Is the Oxford commma used at Cambridge?
Oxford comma is the term for now standard British usage. It does seem to have originated by association with Oxford printers. It is also called the serial comma.
Can’t say for sure if it’s used in the classroom, but in her book Between You and Me professional proofreader/grammarian Mary Norris claims with considerable glee that the serial comma is NOT used by Oxford’s business and marketing departments.
I never heard the phrase “Oxford comma” until quite recently (and I went to Cambridge). I can’t even remember being taught a formula or rule for commas, but no-one’s ever contradicted my usage.
I didn’t think an Onion cite was allowed in post #4 on GQ. I call foul.
Fortunately I don’t need to use it because my parents really were “Ayn Rand and God”.
As an erstwhile professional editor myself, I don’t think the Onion is exaggerating all that much.
In any case, I’m sure the OP itself is tongue-in-cheek.
ETA: Given this, this is probably better suited to MPSIMS.
I was going to say, I didn’t think the English worried about commas any more.
Nope. During my years writing/editing, I had lively conversations about the Oxford comma many times. And I don’t want to remember discussing the semicolon with half-literate rednecks. :smack:
The actual answer to the OP is that Cambridge’s resistance is weakening. True, the Cambridge University Press style guide merely demands consistency, although it does so rather grudgingly and the text of the style guide itself doesn’t use them. But other Cambridge style guides, such as those for specific academic journals or specific university faculties, do now insist on them. This, needless to say, is a sign that Western Civilisation (or should that be western civilisation?) is doomed.
You think that’s bad, I have to deal with bilingual texts with English and Spanish translations side-by-side. Usually you can just go with one style guide for each language, but sometimes having two different conventions alongside one another makes it look like one is an error.
There actually is a counter example where the Oxford comma obfuscates the meaning in a similar manner to omitting it, but I’m blanking on it. Having spent my 20s in the journalism industry following AP style, we did not use the serial comma, but I’ve long since preferred its use to omitting it (which is what the Chicago Manual of Style prefers, anyway. I don’t really think of this as a US English vs UK English sort of difference, but rather a US journalism style vs rest of the world’s English sort of thing. Most Americans I know use the serial comma, too, unless they grew up writing for American journalistic publications.)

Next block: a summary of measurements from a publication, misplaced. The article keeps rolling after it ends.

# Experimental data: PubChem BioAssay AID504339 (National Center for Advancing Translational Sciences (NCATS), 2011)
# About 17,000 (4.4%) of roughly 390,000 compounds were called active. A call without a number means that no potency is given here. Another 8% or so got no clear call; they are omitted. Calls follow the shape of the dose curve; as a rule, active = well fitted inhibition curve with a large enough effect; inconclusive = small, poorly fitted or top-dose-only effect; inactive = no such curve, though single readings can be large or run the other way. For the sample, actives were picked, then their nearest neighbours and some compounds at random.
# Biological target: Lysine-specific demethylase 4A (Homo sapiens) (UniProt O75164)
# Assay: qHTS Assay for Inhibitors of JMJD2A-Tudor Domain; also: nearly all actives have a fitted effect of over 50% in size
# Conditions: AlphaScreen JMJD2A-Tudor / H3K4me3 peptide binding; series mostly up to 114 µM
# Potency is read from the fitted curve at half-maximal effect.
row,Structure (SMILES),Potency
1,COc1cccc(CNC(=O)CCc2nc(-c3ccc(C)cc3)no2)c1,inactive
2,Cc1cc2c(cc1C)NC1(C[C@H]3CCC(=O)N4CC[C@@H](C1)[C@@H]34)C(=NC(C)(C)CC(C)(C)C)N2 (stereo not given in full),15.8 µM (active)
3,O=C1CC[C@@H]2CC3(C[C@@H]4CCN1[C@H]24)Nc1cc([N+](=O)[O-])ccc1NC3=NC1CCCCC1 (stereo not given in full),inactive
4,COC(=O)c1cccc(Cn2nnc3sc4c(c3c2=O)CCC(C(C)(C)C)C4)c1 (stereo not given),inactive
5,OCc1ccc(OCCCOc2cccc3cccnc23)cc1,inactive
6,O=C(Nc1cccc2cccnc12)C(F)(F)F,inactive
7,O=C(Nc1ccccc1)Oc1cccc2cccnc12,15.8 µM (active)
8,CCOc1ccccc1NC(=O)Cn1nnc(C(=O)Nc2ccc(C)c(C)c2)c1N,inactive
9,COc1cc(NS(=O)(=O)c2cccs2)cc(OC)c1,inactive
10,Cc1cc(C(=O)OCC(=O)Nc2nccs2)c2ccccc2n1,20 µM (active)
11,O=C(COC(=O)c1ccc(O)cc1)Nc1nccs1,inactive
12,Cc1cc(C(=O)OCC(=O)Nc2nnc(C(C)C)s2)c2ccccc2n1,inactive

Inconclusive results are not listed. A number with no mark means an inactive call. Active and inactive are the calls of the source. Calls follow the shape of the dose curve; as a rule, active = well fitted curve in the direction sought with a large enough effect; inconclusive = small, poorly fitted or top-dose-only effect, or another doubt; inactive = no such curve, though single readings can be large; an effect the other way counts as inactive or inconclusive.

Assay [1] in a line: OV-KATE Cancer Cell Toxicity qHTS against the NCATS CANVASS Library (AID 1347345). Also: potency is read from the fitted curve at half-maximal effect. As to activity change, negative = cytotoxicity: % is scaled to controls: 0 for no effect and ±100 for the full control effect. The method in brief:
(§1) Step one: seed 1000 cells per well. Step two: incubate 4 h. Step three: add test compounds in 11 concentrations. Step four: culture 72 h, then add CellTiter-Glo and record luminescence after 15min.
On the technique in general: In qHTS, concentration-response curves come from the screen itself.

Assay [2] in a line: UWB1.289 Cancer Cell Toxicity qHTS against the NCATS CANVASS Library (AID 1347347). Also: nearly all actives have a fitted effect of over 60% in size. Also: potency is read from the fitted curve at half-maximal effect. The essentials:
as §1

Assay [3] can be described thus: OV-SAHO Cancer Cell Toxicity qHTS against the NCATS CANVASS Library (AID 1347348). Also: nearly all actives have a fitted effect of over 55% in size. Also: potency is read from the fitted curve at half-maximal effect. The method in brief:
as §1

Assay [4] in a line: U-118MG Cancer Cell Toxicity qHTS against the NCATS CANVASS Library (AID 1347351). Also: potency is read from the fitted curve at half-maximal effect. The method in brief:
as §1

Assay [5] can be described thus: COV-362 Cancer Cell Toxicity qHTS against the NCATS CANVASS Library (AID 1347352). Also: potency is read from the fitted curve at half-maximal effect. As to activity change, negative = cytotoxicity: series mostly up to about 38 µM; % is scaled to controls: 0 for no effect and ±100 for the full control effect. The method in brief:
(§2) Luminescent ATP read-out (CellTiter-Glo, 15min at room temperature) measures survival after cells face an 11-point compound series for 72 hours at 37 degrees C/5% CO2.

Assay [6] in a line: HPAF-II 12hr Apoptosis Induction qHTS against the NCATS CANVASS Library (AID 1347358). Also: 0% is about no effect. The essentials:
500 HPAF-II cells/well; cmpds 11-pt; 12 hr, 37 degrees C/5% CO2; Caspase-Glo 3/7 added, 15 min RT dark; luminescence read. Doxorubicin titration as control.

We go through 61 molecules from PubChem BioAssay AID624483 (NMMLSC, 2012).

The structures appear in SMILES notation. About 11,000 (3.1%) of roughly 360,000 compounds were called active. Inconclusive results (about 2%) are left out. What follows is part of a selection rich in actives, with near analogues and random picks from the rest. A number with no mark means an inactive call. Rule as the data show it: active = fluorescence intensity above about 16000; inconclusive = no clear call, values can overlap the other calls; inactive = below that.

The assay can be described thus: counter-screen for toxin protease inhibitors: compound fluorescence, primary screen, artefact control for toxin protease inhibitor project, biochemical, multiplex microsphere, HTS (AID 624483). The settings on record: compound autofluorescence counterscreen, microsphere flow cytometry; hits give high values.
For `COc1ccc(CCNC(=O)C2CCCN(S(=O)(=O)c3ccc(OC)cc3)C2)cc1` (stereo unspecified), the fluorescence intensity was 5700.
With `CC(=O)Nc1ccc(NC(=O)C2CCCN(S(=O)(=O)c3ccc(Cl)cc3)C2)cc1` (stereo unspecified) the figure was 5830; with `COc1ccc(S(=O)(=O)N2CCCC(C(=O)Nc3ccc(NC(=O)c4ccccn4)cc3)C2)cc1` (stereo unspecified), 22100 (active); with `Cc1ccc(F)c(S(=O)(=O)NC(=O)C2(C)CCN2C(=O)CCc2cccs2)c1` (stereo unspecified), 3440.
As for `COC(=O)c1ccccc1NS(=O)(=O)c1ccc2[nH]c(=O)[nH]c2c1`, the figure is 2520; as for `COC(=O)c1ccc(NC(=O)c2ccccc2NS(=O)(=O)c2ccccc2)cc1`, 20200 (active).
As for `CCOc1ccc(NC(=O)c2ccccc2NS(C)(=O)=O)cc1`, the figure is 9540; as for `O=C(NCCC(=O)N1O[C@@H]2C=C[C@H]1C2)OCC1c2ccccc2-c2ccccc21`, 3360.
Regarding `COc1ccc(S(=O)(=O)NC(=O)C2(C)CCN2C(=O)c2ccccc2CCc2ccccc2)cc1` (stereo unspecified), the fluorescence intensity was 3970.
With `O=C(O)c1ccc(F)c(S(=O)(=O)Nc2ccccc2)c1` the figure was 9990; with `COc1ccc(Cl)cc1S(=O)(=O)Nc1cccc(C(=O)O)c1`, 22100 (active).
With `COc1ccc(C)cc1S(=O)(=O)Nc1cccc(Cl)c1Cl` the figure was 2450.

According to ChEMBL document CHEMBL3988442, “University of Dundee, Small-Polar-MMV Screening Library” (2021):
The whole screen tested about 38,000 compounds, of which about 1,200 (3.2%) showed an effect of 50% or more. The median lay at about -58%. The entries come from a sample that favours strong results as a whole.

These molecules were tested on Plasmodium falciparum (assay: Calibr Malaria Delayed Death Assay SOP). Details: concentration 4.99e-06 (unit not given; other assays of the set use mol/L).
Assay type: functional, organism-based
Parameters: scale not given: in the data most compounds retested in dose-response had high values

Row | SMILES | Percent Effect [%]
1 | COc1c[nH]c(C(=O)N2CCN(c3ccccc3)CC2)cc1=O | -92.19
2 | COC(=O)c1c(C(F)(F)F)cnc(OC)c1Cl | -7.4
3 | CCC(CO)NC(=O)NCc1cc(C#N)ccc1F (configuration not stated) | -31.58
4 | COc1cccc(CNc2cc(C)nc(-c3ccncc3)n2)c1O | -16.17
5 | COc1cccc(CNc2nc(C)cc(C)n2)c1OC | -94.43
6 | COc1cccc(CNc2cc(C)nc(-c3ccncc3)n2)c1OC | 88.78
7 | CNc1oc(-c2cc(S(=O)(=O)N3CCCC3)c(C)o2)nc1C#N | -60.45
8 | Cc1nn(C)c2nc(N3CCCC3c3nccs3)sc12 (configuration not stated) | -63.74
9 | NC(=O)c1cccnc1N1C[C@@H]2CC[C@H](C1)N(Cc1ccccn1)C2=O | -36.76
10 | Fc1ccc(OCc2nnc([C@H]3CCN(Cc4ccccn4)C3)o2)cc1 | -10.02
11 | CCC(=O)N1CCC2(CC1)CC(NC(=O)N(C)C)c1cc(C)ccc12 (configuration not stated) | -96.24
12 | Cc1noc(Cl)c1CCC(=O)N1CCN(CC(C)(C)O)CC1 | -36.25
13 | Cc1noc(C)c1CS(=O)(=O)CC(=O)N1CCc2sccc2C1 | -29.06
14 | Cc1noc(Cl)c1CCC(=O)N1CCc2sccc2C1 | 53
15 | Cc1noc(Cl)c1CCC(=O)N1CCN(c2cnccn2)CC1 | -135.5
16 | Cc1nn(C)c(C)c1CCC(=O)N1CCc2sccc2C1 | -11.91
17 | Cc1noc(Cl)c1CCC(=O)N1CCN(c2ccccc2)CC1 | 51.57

I’d really like to see that counterexample, because this is the first time I’ve heard that one exists. It’s hard to imagine. The point, though, is that anybody with imagination and a basic grasp on English can think up a zillion examples where the lack of a comma obfuscates comprehension so one counterexample means nothing.
When it’s unclear whether the terms are separate items or can be read as one in apposition to another, using a serial comma can create confusion.
To my mother, Ayn Rand, and God. Using a serial comma creates confusion, for while it’s possible for one’s mother to be Ayn Rand, it isn’t possible for one’s mother to be Ayn Rand and God.
However, the AP Stylebook doesn’t say never use a comma with a conjunction; it merely says “do not put a comma before the conjunction in a simple series.” If omitting the final comma will screw things up, then use a comma.
The Stylebook also refers the reader to consult Webster’s New World Dictionary, of which I don’t have a copy handy.
Yes, that’s what I was thinking of–when the comma can be used to set off an appositive.
There’s some arguments and examples against the Oxford comma here. Like I said, I prefer the Oxford comma to the AP stylistic choice to avoid it, but ambiguity can be created either way. Personally, I just think the Oxford comma reduces ambiguity more often than it creates it, which is why I personally prefer it, even though professionally I’ve most often needed to avoid the Oxford comma.
And, yes, AP Style does encourage the use of the Oxford comma in cases where omitting it causes ambiguity.
The answer is actually secret door number 3: if it’s causing confusion, reword the sentence.
Police are still appealing for witnesses to help identify an unknown man who was discovered uncoscious near Cowley.
Oops, I misread the title, that’s the Oxford Coma Question.:)